By the time the OX engine was undergoing dyno testing, the 1979 season was already underway. As always, testing revealed many problems which had to be solved, but machine development progressed at a furious pace. In July, the project was officially named NR500, and the first NR500 was completed shortly thereafter. As a racing machine, it was still a work in progress. Still, Honda decided to enter the NR500 at the Silverstone in August. The high-rpm V4 engine produced more than 115PS and was mounted in a semi-monocoque, aluminium shrimp-shell frame fitted with inverted forks, common-axis swingarm, side radiators and other avant-garde technology. It was a premature debut, however, for although both machines qualified for the race neither finished. In fact, there remained a large gap to be bridged before the NR500 could battle for victory. But this early disappointment only spurred the engineers on to greater effort, and the pace of development increased.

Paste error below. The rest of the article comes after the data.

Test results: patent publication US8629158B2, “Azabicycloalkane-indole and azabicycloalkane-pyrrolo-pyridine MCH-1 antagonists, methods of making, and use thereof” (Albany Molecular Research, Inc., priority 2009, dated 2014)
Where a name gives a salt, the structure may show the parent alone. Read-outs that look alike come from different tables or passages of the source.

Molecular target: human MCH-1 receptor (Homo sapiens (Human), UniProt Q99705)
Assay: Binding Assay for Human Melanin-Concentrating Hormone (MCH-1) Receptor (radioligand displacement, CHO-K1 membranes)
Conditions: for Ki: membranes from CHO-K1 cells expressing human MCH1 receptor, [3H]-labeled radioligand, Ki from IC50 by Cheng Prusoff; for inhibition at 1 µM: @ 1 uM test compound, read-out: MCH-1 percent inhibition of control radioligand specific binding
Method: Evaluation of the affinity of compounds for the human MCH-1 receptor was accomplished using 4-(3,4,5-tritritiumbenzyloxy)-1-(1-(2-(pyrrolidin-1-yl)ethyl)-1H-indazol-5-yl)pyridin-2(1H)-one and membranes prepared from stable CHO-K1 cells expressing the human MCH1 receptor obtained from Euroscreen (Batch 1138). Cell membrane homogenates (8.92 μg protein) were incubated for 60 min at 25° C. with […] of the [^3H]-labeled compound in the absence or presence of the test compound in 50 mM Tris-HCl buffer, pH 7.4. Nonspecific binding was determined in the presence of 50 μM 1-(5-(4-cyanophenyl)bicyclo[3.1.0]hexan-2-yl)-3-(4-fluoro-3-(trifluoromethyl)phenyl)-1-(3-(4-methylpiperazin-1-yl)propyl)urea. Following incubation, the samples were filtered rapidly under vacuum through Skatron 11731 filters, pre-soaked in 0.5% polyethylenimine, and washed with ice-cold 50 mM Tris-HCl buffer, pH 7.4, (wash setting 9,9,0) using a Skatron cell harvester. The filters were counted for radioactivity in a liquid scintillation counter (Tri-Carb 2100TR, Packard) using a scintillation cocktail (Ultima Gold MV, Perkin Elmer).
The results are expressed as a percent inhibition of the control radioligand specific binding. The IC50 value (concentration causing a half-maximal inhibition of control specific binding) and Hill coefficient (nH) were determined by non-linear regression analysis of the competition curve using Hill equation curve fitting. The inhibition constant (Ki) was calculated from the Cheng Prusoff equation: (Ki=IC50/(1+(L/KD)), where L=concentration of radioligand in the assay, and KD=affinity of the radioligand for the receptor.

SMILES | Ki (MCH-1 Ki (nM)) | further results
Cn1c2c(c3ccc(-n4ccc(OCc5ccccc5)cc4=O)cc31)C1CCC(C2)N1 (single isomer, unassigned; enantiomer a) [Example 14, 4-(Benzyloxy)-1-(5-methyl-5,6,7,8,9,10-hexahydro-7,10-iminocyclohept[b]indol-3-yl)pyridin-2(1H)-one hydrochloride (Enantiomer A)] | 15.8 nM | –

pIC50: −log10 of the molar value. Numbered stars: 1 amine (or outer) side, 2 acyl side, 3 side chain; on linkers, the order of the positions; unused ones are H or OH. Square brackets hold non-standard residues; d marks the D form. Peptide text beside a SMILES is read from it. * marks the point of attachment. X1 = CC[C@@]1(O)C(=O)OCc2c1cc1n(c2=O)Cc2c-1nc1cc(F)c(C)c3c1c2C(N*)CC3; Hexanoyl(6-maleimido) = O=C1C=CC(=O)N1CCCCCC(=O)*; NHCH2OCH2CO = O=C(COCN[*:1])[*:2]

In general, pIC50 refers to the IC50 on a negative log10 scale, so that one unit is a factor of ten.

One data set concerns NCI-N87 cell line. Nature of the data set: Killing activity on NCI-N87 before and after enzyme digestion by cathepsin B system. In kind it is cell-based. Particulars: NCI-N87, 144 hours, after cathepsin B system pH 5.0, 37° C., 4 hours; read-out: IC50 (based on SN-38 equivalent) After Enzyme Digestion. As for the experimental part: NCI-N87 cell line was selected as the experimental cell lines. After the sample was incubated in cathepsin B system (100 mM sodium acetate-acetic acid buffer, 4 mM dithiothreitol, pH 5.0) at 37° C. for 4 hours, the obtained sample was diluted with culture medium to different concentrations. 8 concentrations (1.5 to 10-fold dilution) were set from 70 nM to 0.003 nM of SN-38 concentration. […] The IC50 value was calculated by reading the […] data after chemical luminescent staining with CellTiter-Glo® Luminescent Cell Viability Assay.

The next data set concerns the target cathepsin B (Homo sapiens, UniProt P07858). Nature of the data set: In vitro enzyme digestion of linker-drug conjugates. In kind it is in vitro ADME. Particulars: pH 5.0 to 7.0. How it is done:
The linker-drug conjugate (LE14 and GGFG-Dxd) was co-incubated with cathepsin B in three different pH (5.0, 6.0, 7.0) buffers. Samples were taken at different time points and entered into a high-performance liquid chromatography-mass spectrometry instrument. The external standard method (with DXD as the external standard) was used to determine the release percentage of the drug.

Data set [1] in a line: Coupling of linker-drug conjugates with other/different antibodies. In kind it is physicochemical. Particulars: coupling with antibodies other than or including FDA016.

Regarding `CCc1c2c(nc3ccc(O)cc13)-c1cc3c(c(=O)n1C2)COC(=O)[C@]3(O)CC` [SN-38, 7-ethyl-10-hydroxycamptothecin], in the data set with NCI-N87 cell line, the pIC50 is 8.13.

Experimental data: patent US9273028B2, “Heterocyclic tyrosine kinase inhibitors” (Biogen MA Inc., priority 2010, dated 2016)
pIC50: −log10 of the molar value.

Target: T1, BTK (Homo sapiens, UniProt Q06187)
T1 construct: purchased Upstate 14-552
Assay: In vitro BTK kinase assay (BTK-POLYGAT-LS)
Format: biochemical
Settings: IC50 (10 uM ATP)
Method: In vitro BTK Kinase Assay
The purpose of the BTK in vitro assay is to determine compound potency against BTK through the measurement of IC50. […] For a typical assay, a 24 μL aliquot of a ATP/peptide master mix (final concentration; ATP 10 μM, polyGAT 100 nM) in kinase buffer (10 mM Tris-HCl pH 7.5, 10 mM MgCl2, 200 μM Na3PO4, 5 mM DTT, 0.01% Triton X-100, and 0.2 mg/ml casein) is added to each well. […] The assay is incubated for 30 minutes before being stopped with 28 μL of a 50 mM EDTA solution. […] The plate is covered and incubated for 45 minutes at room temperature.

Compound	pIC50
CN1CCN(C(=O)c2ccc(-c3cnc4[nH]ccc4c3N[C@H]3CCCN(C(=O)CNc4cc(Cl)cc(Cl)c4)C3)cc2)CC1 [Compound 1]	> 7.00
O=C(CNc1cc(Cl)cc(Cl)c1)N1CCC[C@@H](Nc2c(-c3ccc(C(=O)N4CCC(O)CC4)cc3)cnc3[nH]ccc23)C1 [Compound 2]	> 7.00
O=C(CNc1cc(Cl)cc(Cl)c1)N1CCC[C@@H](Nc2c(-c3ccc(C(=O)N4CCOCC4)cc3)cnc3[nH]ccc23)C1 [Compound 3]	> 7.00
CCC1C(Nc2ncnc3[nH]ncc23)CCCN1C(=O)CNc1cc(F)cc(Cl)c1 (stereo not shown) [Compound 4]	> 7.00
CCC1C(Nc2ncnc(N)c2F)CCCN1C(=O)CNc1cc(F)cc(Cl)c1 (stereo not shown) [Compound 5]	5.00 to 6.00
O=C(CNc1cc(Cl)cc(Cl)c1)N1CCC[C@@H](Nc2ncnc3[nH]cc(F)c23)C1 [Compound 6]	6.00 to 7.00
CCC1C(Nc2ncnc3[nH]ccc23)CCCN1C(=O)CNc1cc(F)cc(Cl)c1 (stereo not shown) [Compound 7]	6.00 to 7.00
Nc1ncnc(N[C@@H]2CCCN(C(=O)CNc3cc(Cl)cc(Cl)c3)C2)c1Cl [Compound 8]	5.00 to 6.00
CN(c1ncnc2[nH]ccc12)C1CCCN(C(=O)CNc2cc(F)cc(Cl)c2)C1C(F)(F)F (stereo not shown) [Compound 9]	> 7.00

As new engines were made with improved gear trains and a revised V-angle of 90°, power increased to more than 130PS. To compensate for excessive engine braking, a slipper clutch was developed. With increased emphasis placed on actual performance and lap times, the revolutionary suspension units were replaced with more conventional items. In 1981, the latest iteration of the NR500 made history by winning its first race, the Suzuka 200km endurance race. Still, in WGP the NR500 found it hard going. In 1982, after four years of developing the NR500, Honda decided to put its main effort behind the 2-stroke NS500. And although race appearances of the NR500 became fewer, bench testing of the remarkable engine continued. As one of the engineers said, "The value of the engine lay in its remarkable potential." Behind the scenes, development continued. In 1987, the fruits of those labors were revealed when the NR750 debuted at the LeMans 24-Hour Endurance Race. Development of the production version of the NR began the following year. The project culminated in 1992 with the release of the NR production machine, a supersport bike the likes of which the world had never seen. Today, the spirit of the NR lives on in the V4 engines which have powered so many of Honda's successful road machines and championship-winning racing machines.